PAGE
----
September 18, 2015 · 6:50 am
Randy Aly tells a story about a native from a remote mountain village who had the opportunity to visit a large modern city for the first time. He was amazed at the electric lights which he saw everywhere. So he bought a sack full of electric light bulbs and sockets with switches so he could turn them off and on.
Arriving home he hung the light bulbs in front of his home and on his and his neighbor’s trees. Everyone watched him with curiosity and asked him what he was doing, but he just smiled and said, “Just wait until dark–you’ll see.” Continue reading →
September 11, 2015 · 6:35 am
In a blog entitled “Six Things Christians Should Just Stop Staying, Dr. Steve McSwain wrote that Christians should quit saying “Jesus is the only way to heaven.”
“What you are really saying,” he writes, “is the way we interpret John 14:6 is that Jesus was clearly drawing a line in the sand and telling his hearers and the world: ‘If you do not believe in Me, you won’t go to the Father when you die.'”
The “Spiritual Teacher” and “Thought Leader” McSwain disagrees. “I am one of them, who do not interpret Jesus’ words the same way.” Continue reading →
September 4, 2015 · 6:30 am
I recently read a story about a painting called “Checkmate” painted by Friedrich August Moritz Retzsch that used to hang in the Louvre Art Museum in Paris.
The painting depicts a chess match between the devil and Goethe’s Dr. Faust, who had sold his soul to the devil. It appears as if the devil has won. Faust has only the king, the queen, and a weak pawn left. The look on Faust’s face is one of abject despair. From across the chessboard the devil leers at him in anticipation of his expected victory. Ready to say, Checkmate! Continue reading →
August 21, 2015 · 6:40 am
Philip Keller in A Shepherd Looks at Psalm 23 writes, “When all is said and done the welfare of any flock is entirely dependent upon the management afforded them by their owner.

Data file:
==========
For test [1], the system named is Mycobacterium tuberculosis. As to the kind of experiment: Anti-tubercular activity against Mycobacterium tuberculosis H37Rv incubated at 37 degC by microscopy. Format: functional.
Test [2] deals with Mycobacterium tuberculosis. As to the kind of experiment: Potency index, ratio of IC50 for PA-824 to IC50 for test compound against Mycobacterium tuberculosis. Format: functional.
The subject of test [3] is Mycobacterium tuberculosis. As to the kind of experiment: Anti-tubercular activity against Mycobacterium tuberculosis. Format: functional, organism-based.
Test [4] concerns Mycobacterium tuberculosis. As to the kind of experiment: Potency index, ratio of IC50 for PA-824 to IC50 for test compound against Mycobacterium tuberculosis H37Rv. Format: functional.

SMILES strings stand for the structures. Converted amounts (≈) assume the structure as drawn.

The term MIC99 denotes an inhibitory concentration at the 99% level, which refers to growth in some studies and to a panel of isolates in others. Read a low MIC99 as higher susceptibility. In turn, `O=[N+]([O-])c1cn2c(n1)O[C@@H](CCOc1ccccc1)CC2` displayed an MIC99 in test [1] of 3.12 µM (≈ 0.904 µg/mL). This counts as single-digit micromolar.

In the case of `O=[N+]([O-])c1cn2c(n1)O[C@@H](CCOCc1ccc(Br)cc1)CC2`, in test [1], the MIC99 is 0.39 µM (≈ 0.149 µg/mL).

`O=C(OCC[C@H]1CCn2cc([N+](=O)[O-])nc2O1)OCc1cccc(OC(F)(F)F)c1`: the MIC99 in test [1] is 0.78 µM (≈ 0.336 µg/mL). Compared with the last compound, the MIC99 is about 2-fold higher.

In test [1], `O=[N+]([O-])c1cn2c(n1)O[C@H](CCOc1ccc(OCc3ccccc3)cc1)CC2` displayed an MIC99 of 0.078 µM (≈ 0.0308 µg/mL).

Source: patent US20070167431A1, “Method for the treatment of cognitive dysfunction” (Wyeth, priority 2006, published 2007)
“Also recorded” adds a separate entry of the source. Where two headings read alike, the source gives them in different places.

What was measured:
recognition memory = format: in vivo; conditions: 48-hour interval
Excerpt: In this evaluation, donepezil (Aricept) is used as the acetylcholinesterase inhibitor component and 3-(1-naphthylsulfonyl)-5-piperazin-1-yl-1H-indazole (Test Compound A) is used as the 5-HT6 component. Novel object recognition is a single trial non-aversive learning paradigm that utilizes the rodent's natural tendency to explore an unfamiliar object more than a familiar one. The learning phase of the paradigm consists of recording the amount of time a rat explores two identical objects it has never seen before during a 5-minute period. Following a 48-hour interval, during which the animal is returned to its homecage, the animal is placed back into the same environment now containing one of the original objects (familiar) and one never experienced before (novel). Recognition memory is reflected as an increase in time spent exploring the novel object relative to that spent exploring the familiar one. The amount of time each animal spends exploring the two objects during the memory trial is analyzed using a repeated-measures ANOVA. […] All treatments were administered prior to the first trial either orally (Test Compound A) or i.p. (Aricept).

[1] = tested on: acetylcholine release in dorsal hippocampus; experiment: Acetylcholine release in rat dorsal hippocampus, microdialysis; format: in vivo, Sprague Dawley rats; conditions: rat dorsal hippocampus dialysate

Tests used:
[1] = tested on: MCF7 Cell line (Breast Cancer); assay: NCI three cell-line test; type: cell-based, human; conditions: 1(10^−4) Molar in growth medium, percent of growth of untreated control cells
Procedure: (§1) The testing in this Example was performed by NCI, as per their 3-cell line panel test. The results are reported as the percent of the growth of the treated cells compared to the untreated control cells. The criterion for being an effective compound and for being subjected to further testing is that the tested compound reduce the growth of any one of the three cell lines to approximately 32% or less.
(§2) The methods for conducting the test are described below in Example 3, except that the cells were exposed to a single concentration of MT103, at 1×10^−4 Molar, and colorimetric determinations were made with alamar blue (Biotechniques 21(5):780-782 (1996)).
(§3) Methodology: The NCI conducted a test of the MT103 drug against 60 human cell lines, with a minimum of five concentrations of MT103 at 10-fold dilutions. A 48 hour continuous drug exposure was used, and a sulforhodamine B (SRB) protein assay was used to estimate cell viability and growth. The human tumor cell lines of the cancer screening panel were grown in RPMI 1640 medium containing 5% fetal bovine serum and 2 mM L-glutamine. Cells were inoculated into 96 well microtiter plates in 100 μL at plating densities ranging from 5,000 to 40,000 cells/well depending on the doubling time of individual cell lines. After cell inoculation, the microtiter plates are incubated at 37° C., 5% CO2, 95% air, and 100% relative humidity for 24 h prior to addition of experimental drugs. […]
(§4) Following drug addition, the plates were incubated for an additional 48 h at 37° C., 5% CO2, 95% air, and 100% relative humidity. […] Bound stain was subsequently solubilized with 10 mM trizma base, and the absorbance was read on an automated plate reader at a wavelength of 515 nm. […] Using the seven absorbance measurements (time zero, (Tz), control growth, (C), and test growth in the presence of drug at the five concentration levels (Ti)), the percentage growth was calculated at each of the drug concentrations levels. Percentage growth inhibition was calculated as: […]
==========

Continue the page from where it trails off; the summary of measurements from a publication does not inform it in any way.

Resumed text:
“The tenant sheepman on the farm next to my first ranch was the most indifferent manager I had ever met. He was not concerned about the condition of his sheep. His land was neglected. He gave little or no time to his flock, letting them pretty well forage for themselves as best they could, both summer and winter.” Continue reading →
August 7, 2015 · 5:04 am
When you go home at night how do you enter your house? Down the chimney? Though an open window? By digging a tunnel? Of course not!
You enter through a door. It might be a garage door. A side door. A back boor. Or an elaborate and expensive front door. It might be wood, metal or glass. But it’s a door.
In one of the 7 vivid I AM statements of Jesus, he says, “I am the door” in John 10:7-10. Continue reading →
July 31, 2015 · 6:25 am
I doubt if you know the name of the Frenchman, Noël Regney, but you will recognize the famous song he penned.
Regney’s life is the remarkable story of a man who was drafted into the Nazi army, but deserted, joined the French Resistance and became a double agent. Later he moved to New York, married Gloria Baker and ultimately became a believer in Jesus. Continue reading →
July 24, 2015 · 5:35 am
In his book, God’s Psychiatry, Charles Allen tells this story that occurred as World War II was drawing to a close.
The Allied armies had gathered up many hungry orphans and they were placed in camps where they were well fed. Despite excellent care, they slept poorly. They seemed nervous and afraid. Finally, a psychologist came up with the solution. Continue reading →
July 17, 2015 · 6:22 am
“A Man Named ‘God’ Settles With Credit Agency He Sued.”
This ABC headline is not a hoax. A 27-year old Brooklyn man named “God” finally won his battle with Equifax to recognize his name as legitimate. God Gazarov, a Russian immigrant, claims he was named “God” after his Grandfather, a well-respected army commander. Continue reading →
July 10, 2015 · 7:03 am
Theodor Seuss Geisel, known to the world as Dr. Seuss, became famous for writing children’s poems that were entertaining, easily understood, but contained a thoughtful moral. One insightful poem is “The Zoad In The Road.”
Did I ever tell you about the young Zoad?
Who came to a sign at the fork of the road?
He looked one way and the other way too –
The Zoad had to make up his mind what to do. Continue reading →
July 3, 2015 · 6:40 am
One day, following WWI, an Englishman, William G. Ovens, saw a wounded veteran limping down the street. The thought occurred to Ovens that this man was wounded for him. Greater reflection, however, caused him to think how Christ in much deeper and significant sense had suffered that he might be saved. This thought inspired Ovens to write the words of the familiar hymn “Wounded for Me.” Continue reading →